We illustrate the process of eliciting a Dirichlet distribution using the methodology and case study in Zapata-Vazquez, R., O’Hagan, A. and Bastos, L. S. (2014). Eliciting expert judgements about a set of proportions. Journal of Applied Statistics 41, 1919-1933. Quoting from their Section 3.4,

This example concerns the efficacy of a new antibiotic in patients who are hospitalised in the Pediatric Intensive Care Unit (PICU) and who are severely infected by pneumococci (which is associated with pneumonia, meningitis, and septicaemia, among other conditions). The possible results after the infection are: to survive in good condition, to have a sequel, or to die. An expert is asked to provide judgements about the proportions of patients who will have each of these possible results. Denoting these proportions by \(\pi_1\), \(\pi_2\), \(\pi_3\), these form a set of proportions that must sum to 1.

The Dirichlet distribution is parameterised by \[ f(\pi_1,\pi_2,\pi_3)\propto \prod_{i=1}^3\pi_i^{d_i-1}, \] with \(n=\sum_{i=1}^3 d_i\).

The elicited judgements for the three marginal proportions were

Good outcome | Sequel | Dead | |
---|---|---|---|

Lower quartile | 0.50 | 0.22 | 0.11 |

Median | 0.55 | 0.30 | 0.15 |

Upper quartile | 0.60 | 0.35 | 0.20 |

For each marginal proportion \(\pi_i\), the expert has provided a lower quartile, a median and an upper quartile, so we define a single vector of probabilities, specifying which quantiles have been elicited.

`<- c(0.25, 0.5, 0.75) p1 `

We then define one vector for each marginal proportion, giving the values of the elicited quantiles.

```
<- c(0.5, 0.55, 0.6)
v.good <- c(0.22, 0.3, 0.35)
v.seql <- c(0.11, 0.15, 0.2) v.dead
```

Next we fit probability distributions to each set of elicited quantiles.

```
library(SHELF)
<- fitdist(vals = v.good, probs = p1, lower = 0, upper = 1)
fit.good <- fitdist(vals = v.seql, probs = p1, lower = 0, upper = 1)
fit.seql <- fitdist(vals = v.dead, probs = p1, lower = 0, upper = 1) fit.dead
```

The objects and all include parameters of fitted beta distributions, for example,

```
$Beta
fit.good## shape1 shape2
## 1 24.88927 20.4087
```

We can now fit the Dirichlet distribution to the elicited marginals.

```
<- fitDirichlet(fit.good, fit.seql, fit.dead,
d.fit categories = c("Good outcome","Sequel","Dead"),
n.fitted = "opt")
```

```
##
## Directly elicted beta marginal distributions:
##
## Good outcome Sequel Dead
## shape1 24.9000 6.2000 4.6000
## shape2 20.4000 14.7000 24.4000
## mean 0.5490 0.2960 0.1590
## sd 0.0731 0.0975 0.0667
## sum 45.3000 20.9000 29.0000
##
## Sum of elicited marginal means: 1.004
##
## Beta marginal distributions from Dirichlet fit:
##
## Good outcome Sequel Dead
## shape1 16.6000 8.9600 4.8000
## shape2 13.8000 21.4000 25.6000
## mean 0.5470 0.2950 0.1580
## sd 0.0889 0.0814 0.0651
## sum 30.4000 30.4000 30.4000
```

The above plot shows both the marginal distributions that were elicited directly, and the the marginal distributions resulting from the Dirichlet fit. Parameters and summaries from these two sets of distributions are shown as output. We see that the marginal distribution for the ‘Dead’ proportion hasn’t changed appreciably, but that the Dirichlet fit has resulted in a little more uncertainty for the ‘Good outcome’ proportion, and a little less uncertainty for the ‘Sequel’ proportion.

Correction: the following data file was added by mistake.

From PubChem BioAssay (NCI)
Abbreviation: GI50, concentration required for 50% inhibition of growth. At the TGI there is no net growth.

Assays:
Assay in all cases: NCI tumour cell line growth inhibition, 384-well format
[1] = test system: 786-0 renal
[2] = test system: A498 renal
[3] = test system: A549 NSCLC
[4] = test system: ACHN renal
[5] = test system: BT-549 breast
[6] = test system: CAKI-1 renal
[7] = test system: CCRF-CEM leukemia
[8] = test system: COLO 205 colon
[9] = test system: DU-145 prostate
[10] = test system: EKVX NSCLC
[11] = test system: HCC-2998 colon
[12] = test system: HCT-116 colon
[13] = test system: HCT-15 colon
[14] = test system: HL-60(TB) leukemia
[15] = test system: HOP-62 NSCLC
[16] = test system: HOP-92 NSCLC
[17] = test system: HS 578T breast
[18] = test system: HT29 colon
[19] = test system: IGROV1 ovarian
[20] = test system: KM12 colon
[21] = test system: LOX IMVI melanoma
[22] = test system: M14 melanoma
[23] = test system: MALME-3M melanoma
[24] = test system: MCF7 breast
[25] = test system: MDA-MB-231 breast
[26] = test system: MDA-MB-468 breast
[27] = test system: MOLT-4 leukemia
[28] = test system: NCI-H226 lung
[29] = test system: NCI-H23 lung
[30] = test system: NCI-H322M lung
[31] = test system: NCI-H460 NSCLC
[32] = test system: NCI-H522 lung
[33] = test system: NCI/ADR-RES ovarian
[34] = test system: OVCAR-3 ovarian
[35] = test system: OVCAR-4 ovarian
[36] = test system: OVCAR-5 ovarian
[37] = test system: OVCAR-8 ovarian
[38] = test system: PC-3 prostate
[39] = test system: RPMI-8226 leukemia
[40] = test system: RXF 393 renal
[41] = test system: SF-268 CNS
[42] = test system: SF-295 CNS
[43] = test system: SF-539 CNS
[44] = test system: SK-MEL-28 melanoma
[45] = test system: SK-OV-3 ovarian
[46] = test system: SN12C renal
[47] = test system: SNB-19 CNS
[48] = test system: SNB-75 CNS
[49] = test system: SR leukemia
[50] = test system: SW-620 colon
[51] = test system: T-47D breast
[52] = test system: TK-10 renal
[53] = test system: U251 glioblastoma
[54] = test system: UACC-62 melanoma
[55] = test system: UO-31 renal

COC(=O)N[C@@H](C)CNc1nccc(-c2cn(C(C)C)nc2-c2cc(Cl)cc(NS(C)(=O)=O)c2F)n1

The Dirichlet parameters are stored in , but can be read off from the row: we have \(d_1=16.6, d_2=8.96, d_3=4.8\) (the values have been rounded for display purposes).

We can report feedback from the marginal distributions of the fitted Dirichlet:

```
feedbackDirichlet(d.fit, quantiles = c(0.1, 0.5, 0.9))
## quantiles Good.outcome Sequel Dead
## [1,] 0.1 0.43 0.19 0.08
## [2,] 0.5 0.55 0.29 0.15
## [3,] 0.9 0.66 0.40 0.25
```

so, for example, after fitting the Dirichlet distribution, the fitted median and 90th percentile for the proportion of ‘good outcomes’ are 0.55 and 0.66 respectively.

The parameter \(n\) was chosen by minimising the sum of squared differences between the marginal standard deviations in the elicited marginal beta distributions and the marginals from the fitted Dirichlet. An alternative, more conservative choice is to set \(n\) as the minimum of the sum of the beta parameters in each elicited marginal. From the output above, we can see that this will correspond to the ‘Sequel’ proportion.

```
<- fitDirichlet(fit.good, fit.seql, fit.dead,
d.fit categories = c("Good outcome","Sequel","Dead"),
n.fitted = "min")
```

```
##
## Directly elicted beta marginal distributions:
##
## Good outcome Sequel Dead
## shape1 24.9000 6.2000 4.6000
## shape2 20.4000 14.7000 24.4000
## mean 0.5490 0.2960 0.1590
## sd 0.0731 0.0975 0.0667
## sum 45.3000 20.9000 29.0000
##
## Sum of elicited marginal means: 1.004
##
## Beta marginal distributions from Dirichlet fit:
##
## Good outcome Sequel Dead
## shape1 11.500 6.1800 3.3100
## shape2 9.480 14.8000 17.6000
## mean 0.547 0.2950 0.1580
## sd 0.106 0.0974 0.0779
## sum 20.900 20.9000 20.9000
```

We see that there is almost no change between the elicited and fitted marginal for the ‘Sequel’ proportion, barring a minor adjustment to ensure the fitted marginal means sum to 1.